David: Sure, sure. You know the funny thing is you could go as low as – we had heard a lot of talk last year about the $99 tablets. I mean they came out from sort of no name manufacturers. It didn’t really happen in a big way. Now the big CES, the Consumer Electronics Show is in January, so we’re going to see a lot of more low-end devices there. But whether we’re really going to see $99 mainstream I don’t know. But for as low as $150, you’ve got Dell Computer with Venue 7 coming out with a pretty good, pretty usable 7 inch tablet. So that’s pretty exciting. That sounded great, that’s not cream of the crop on display or any of those things, but you can certainly do stuff with it.

Robin: Right. Well, I mean, I learned the hard way that you don’t buy pre-teens good stuff because we suffered this. “Give me, no that’s mine, no it’s my turn and it’s plugged in and boom and there goes your main board where the....

David: Well, we’re actually seeing new thing, we’re seeing actually quite a few manufacturers come out with kid specific tablets, designed for kids, designed for the family. So you don’t have to necessarily pass along the one that you’re using for work or play. And these are ruggedized. They have pretty good hardware in terms of hard plastic shells, being able to take a few simple falls, that kind of thing.

Robin: Indeed. From what I’ve seen, the OLPC, the One Laptop Per Child is quickly becoming the one tablet per child project. They have a kid

David: Yeah.

Robin: I don’t remember who makes a Polaroid or somebody unlikely

David: Well, they were ahead of their time. They basically that original idea was that there would be $100 computer, it was ahead of its time, it’s still around and it’s morphed into a tablet thing, but that was the idea, spill proof, drop proof, applications built-in, pretty nifty idea.

Robin: Okay. Now we all love tablets all of a sudden, in fact here you are working on an publication that covers nothing else, why didn’t we pick up on tablets when Bill Gates was walking around showing them off over and over again, why did we ignore him?

David: Right, well and we largely did, I mean, they did find a niche, the Windows Tablets did find a niche in sort of delivery service people and medical and certain more limited scenarios. The problem was, Microsoft’s vision has always been ever since Windows came in the scene, Windows and then everything else grows from that. So they tried to extend the basic Windows desktop metaphor to a tablet form factor. And it didn’t really work. What Apple did, Apple came along and said, let’s reinvent this idea of a tablet and they were also the beneficiary of great timing, because the hardware had really evolved to the point where they could come out with a real portable device, low cost – relatively low cost and it worked out well for them. They started from a blank slate. They didn’t try to extend the Mac OS to a tablet. They said, no, let’s start with this iOS idea. And make it for tablets and let’s make a tablet be this unique thing that’s a very portable device for media consumption.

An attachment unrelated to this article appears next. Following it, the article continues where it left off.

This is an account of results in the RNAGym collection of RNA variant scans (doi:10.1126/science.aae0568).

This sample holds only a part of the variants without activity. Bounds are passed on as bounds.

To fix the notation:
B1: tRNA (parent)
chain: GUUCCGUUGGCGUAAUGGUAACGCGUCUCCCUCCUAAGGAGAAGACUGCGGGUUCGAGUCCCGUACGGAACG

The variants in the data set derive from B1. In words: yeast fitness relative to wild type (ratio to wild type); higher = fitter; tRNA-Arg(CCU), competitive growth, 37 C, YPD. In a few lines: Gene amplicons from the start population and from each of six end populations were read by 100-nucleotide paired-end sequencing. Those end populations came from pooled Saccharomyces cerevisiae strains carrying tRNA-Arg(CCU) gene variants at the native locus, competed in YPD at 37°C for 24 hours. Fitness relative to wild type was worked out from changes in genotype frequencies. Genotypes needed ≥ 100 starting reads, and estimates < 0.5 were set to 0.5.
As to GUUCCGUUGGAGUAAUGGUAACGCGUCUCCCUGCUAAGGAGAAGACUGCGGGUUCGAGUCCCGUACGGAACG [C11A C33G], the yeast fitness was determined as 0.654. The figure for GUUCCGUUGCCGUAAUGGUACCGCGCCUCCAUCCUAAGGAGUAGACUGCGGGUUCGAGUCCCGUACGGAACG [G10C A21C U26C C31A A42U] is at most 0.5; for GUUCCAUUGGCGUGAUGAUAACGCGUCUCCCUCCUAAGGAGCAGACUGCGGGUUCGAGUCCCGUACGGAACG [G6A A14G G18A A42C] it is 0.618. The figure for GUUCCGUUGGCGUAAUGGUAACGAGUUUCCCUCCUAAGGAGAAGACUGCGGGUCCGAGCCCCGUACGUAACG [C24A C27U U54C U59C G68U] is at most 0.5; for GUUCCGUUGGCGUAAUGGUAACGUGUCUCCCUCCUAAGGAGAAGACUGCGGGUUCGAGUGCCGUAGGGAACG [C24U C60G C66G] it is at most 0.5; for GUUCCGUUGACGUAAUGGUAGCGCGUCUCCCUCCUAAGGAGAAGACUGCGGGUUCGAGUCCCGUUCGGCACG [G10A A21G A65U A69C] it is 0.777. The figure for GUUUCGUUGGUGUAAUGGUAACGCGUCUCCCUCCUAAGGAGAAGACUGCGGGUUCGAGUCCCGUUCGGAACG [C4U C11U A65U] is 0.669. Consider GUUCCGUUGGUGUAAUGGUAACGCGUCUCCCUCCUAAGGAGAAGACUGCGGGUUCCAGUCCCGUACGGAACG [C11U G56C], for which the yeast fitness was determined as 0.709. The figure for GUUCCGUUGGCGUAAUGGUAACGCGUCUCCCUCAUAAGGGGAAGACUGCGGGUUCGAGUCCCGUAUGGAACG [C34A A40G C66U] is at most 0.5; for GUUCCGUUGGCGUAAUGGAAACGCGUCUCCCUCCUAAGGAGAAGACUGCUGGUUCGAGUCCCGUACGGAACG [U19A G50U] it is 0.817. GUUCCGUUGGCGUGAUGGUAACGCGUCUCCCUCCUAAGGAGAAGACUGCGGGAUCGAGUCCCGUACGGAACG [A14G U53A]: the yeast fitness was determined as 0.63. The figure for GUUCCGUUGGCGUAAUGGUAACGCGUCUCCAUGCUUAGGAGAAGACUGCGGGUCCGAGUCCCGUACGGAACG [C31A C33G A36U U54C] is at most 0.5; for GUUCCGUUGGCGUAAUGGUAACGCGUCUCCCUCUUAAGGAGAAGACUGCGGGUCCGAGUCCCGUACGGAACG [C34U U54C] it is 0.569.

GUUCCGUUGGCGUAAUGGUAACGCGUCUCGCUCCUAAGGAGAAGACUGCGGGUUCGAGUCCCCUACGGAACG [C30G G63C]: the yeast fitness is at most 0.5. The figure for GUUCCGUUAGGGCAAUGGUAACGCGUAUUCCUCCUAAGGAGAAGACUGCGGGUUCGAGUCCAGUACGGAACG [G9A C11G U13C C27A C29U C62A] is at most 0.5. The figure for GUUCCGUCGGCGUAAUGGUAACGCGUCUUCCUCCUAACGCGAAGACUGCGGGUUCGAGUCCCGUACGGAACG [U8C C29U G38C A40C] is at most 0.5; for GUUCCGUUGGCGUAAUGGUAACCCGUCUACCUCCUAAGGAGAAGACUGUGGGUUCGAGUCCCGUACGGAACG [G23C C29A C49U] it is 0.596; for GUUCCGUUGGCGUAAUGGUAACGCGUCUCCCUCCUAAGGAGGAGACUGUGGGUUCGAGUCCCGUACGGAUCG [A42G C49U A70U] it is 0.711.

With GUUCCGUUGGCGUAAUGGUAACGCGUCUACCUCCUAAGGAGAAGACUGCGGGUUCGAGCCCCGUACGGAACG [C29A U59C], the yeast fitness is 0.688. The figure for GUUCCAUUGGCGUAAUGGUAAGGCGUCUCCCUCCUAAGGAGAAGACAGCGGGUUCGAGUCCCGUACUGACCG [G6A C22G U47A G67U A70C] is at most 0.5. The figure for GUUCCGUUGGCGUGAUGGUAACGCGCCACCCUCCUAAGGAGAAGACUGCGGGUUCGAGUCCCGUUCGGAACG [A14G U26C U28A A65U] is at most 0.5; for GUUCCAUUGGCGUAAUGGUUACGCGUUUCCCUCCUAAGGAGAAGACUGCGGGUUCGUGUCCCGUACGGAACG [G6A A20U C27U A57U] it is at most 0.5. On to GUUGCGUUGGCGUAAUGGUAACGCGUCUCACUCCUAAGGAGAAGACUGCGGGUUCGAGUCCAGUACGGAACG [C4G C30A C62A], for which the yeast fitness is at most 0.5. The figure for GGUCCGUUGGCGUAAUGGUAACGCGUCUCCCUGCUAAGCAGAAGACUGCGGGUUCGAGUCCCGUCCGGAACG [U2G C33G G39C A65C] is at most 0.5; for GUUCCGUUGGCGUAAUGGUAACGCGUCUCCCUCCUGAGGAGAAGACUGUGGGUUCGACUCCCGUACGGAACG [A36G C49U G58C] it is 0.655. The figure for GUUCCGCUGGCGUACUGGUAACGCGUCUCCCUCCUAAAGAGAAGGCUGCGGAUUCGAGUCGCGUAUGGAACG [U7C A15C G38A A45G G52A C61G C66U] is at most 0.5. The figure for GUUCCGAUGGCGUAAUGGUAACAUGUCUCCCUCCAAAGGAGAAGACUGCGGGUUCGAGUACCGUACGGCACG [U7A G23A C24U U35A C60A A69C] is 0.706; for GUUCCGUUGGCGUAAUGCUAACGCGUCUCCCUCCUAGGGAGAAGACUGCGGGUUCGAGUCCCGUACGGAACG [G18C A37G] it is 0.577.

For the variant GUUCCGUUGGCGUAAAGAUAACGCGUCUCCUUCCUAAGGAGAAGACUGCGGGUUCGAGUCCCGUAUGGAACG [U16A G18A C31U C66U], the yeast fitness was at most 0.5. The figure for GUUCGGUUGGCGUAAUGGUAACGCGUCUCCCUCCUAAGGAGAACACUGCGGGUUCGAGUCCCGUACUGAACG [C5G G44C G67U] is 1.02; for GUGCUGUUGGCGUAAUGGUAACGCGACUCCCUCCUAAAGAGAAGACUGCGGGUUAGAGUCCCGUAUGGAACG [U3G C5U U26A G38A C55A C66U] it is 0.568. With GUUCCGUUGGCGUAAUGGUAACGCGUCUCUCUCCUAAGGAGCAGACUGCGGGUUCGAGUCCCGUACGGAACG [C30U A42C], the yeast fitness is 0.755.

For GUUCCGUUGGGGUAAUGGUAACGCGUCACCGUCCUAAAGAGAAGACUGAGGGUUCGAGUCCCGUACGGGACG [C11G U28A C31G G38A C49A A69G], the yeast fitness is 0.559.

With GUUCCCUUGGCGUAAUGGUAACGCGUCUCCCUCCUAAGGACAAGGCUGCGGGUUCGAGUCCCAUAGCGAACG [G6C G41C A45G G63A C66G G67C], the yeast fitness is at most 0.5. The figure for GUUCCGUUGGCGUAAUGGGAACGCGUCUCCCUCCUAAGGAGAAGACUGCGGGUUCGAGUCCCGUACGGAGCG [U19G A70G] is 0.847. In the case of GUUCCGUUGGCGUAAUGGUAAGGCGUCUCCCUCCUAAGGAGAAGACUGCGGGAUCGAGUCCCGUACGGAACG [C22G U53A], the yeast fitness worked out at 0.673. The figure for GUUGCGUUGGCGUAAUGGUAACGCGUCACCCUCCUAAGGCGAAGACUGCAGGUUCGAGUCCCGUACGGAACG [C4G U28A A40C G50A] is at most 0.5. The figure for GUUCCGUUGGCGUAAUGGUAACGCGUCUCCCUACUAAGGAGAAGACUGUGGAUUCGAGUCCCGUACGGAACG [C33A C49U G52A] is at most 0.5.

Now since that’s come out and Microsoft was always like, well, you can do everything you do in a desktop on a tablet. Well, it was heavy, it was expensive, it just didn’t work from that perspective, from a mass market perspective. Now, Apple has extended – really the developer community has extended this idea of media consumption and said, now you can do productive things on the tablet.

Robin: Which you can.

David: Which you can and there’s third parties companies coming out with keyboards and peripherals. It’s interesting because Apple itself is not – Apple sees different markets, Apple sees the tablet market, it sees the desktop market, the notebook market. So they themselves don’t do a lot to make the tablet more usable from a productivity point of view. They want you to buy a MacBook.

Robin: Well, I mean those who can afford it, no doubt do, it’s a

David: Yeah.

Robin: I’m just finding that the jump from the desktop down to the tablet isn’t big, and that leads me to another question, okay; let’s say we’re making a website.

David: Okay.

Robin: Okay, let’s do that, do we need an app or apps (plural) for Android and for the Apple people or do we just need a mobile website?

David: Yeah, I think there is going to be and they’re already is starting to be a big convergence, we’ve heard about this term called HTML5.

Robin: Yes.

David: Which is a kind of programming language, and the great promise of that is that it kind of reminds me of Java, the write-once-run-anywhere idea.

Robin: Right.

David: You do HTML and then you don’t do separate apps, and whether apps will – I think that is the direction. But right now there is this hybrid idea that you need an app for everything, and that hasn’t always been successful particularly on the publishing side, for example Rupert Murdoch’s company News Corp., invested a lot of money and hired a lot of people to do this thing called The Daily, which was an app for the iPad, and it just didn’t work, it didn’t pay in terms of the pay back for them. The idea that you have to load a separate app, I mean, we have an app, there’s a Times app, there are different apps for publications, but the idea that you always have to launch an app when people are so used to just go into a website. For media, it’s hard to know if that’s going to work long term.